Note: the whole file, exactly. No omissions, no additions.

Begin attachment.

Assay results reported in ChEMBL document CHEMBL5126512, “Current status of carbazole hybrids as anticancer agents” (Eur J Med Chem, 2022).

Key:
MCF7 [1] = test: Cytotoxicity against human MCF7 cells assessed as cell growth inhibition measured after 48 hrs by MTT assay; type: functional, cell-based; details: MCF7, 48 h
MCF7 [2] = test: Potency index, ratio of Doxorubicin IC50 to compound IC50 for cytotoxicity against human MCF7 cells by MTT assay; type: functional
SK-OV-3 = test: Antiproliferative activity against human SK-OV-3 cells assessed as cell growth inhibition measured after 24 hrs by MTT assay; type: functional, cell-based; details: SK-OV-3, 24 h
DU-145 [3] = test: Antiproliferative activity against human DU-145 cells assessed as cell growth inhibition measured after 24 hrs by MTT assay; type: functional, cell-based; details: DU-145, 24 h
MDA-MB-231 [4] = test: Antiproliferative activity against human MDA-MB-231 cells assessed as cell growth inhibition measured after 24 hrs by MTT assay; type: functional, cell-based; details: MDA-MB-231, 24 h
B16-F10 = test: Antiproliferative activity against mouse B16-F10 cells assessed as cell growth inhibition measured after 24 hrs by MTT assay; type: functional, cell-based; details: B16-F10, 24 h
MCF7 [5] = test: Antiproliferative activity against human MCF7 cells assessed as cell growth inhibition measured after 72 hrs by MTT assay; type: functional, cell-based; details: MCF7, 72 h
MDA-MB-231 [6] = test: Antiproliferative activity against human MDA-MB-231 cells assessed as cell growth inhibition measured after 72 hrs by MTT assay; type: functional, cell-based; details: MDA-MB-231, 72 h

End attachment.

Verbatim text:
Assay results reported in ChEMBL document CHEMBL5126512, “Current status of carbazole hybrids as anticancer agents” (Eur J Med Chem, 2022).

Key:
MCF7 [1] = test: Cytotoxicity against human MCF7 cells assessed as cell growth inhibition measured after 48 hrs by MTT assay; type: functional, cell-based; details: MCF7, 48 h
MCF7 [2] = test: Potency index, ratio of Doxorubicin IC50 to compound IC50 for cytotoxicity against human MCF7 cells by MTT assay; type: functional
SK-OV-3 = test: Antiproliferative activity against human SK-OV-3 cells assessed as cell growth inhibition measured after 24 hrs by MTT assay; type: functional, cell-based; details: SK-OV-3, 24 h
DU-145 [3] = test: Antiproliferative activity against human DU-145 cells assessed as cell growth inhibition measured after 24 hrs by MTT assay; type: functional, cell-based; details: DU-145, 24 h
MDA-MB-231 [4] = test: Antiproliferative activity against human MDA-MB-231 cells assessed as cell growth inhibition measured after 24 hrs by MTT assay; type: functional, cell-based; details: MDA-MB-231, 24 h
B16-F10 = test: Antiproliferative activity against mouse B16-F10 cells assessed as cell growth inhibition measured after 24 hrs by MTT assay; type: functional, cell-based; details: B16-F10, 24 h
MCF7 [5] = test: Antiproliferative activity against human MCF7 cells assessed as cell growth inhibition measured after 72 hrs by MTT assay; type: functional, cell-based; details: MCF7, 72 h
MDA-MB-231 [6] = test: Antiproliferative activity against human MDA-MB-231 cells assessed as cell growth inhibition measured after 72 hrs by MTT assay; type: functional, cell-based; details: MDA-MB-231, 72 h